Sing comprises of one-hundred handwoven pendant nests containing mini speakers playing pre-recorded bird songs suspended from the gallery ceiling. Sing is an immersive and poetic work that reflects delicate and intricate natural connections in remaining ‘wild’ environments. A Copyright Agency Create Grant has funded the work.
Sing is an outcome of my recent international Labverde residency in Manaus, State of Amazonia, Brazil. The Labverde program is designed to develop innovative studies in the cultural field in conjunction with a team of specialists in arts, humanities, biology, ecology and natural science. It was a remarkable experience, and the resulting installation fulfils the program’s aims to promote aesthetic and poetic expressions that boost a conscious relationship between humankind and nature.
The Yellow-rumped Cacique nest is a pendant nest shape. This structure is a common nest form of many tropical bird species, including birds from the oropendolas, orioles, weavers, sunbirds, and caciques families who weave elongated nests with pliable materials such as grasses and plant fibres suspending their nests from branches. These listed species are predominantly found in equatorial regions in South and Central America, Africa, the Middle East, Southeast Asia, Southern China and Northern Australia. Many of these regions listed above have witnessed an explosion of deforestation, with native tropical rainforest felled and cleared and replaced with homogenous rows of oil palms in the past 30 years.
In 2018, the tropics lost 12 million hectares of tree cover. And in 2019, the tropics lost another 11.9 million hectares of tree cover, equating to losing a football pitch of primary rainforest every six seconds. Rainforests are biodiversity hotspots, with more species found within these niche environments than anywhere else on the planet. Rainforests also capture and store gigatonnes of carbon dioxide, which is released during deforestation events.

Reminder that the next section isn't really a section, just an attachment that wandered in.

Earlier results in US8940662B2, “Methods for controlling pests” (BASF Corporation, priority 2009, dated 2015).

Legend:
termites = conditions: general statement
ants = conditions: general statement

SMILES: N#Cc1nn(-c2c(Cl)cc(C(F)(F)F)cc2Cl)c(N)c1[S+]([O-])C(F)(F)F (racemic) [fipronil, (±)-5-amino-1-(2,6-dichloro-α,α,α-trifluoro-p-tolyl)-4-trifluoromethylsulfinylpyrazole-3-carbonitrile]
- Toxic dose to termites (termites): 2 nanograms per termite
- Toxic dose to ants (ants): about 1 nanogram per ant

The nests exhibited in Sing are reflective of the cacique nests, both in texture and colour. However, rather than being made of indigenous Amazonian flora, the nests in Sing are created with African palm oil fronds – a plant being cultivated as an industrial, agricultural crop following the clearing of tropical rainforests globally.
The work seeks to explore emotions of loss and wonder and initiate reflection. It questions the audience to consider the intricate lives of rainforest birds and the rich biodiversity they are part of, challenging the audience to consider where tropical bird species will thrive when their native environment is removed through deforestation? Palm oil plantations are a byproduct of deforestation, and they grow on lands that were once places sustaining the richest biodiversity on the planet. They are homogeneous environments, void of spaces in which tropical birds would find food to sustain a population or suitable places to suspend their nests. Hence the materiality of the nests in Sing is vital in the conversation of tropical species survival. Humankind’s removal of wild spaces is a significant element in what scientists call the sixth mass extinction event that we are currently witnessing across the globe.
Sing is a new installation work that was exhibited at Bayside Gallery from March 13 to May 9, 2021.
Many thanks to the Copyright Agency Cultural Fund for their support.